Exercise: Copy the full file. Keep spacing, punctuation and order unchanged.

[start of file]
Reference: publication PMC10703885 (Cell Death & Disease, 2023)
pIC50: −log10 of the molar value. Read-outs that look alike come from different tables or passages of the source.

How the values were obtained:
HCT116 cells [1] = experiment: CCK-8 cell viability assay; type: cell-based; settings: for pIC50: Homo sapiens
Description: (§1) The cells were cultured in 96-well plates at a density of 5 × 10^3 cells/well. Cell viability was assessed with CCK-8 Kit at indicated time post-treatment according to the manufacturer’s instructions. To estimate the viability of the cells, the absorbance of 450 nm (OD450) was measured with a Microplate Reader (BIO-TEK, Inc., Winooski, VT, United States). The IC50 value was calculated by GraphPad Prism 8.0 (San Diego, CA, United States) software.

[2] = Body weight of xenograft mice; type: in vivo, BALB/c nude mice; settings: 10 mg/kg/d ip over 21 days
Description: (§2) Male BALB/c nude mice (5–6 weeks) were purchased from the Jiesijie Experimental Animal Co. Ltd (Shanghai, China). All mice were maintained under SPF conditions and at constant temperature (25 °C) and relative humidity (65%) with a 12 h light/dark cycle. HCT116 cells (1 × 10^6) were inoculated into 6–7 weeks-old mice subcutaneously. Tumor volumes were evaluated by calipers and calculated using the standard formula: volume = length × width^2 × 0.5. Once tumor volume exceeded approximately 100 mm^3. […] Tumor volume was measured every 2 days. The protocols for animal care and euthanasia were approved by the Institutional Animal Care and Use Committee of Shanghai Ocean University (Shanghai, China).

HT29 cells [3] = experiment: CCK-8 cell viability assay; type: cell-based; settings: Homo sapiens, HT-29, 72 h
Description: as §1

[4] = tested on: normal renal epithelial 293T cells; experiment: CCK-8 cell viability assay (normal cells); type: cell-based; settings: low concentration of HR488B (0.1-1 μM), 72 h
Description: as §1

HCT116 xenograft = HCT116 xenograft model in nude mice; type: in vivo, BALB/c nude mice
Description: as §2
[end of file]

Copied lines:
Reference: publication PMC10703885 (Cell Death & Disease, 2023)
pIC50: −log10 of the molar value. Read-outs that look alike come from different tables or passages of the source.

How the values were obtained:
HCT116 cells [1] = experiment: CCK-8 cell viability assay; type: cell-based; settings: for pIC50: Homo sapiens
Description: (§1) The cells were cultured in 96-well plates at a density of 5 × 10^3 cells/well. Cell viability was assessed with CCK-8 Kit at indicated time post-treatment according to the manufacturer’s instructions. To estimate the viability of the cells, the absorbance of 450 nm (OD450) was measured with a Microplate Reader (BIO-TEK, Inc., Winooski, VT, United States). The IC50 value was calculated by GraphPad Prism 8.0 (San Diego, CA, United States) software.

[2] = Body weight of xenograft mice; type: in vivo, BALB/c nude mice; settings: 10 mg/kg/d ip over 21 days
Description: (§2) Male BALB/c nude mice (5–6 weeks) were purchased from the Jiesijie Experimental Animal Co. Ltd (Shanghai, China). All mice were maintained under SPF conditions and at constant temperature (25 °C) and relative humidity (65%) with a 12 h light/dark cycle. HCT116 cells (1 × 10^6) were inoculated into 6–7 weeks-old mice subcutaneously. Tumor volumes were evaluated by calipers and calculated using the standard formula: volume = length × width^2 × 0.5. Once tumor volume exceeded approximately 100 mm^3. […] Tumor volume was measured every 2 days. The protocols for animal care and euthanasia were approved by the Institutional Animal Care and Use Committee of Shanghai Ocean University (Shanghai, China).

HT29 cells [3] = experiment: CCK-8 cell viability assay; type: cell-based; settings: Homo sapiens, HT-29, 72 h
Description: as §1

[4] = tested on: normal renal epithelial 293T cells; experiment: CCK-8 cell viability assay (normal cells); type: cell-based; settings: low concentration of HR488B (0.1-1 μM), 72 h
Description: as §1

HCT116 xenograft = HCT116 xenograft model in nude mice; type: in vivo, BALB/c nude mice
Description: as §2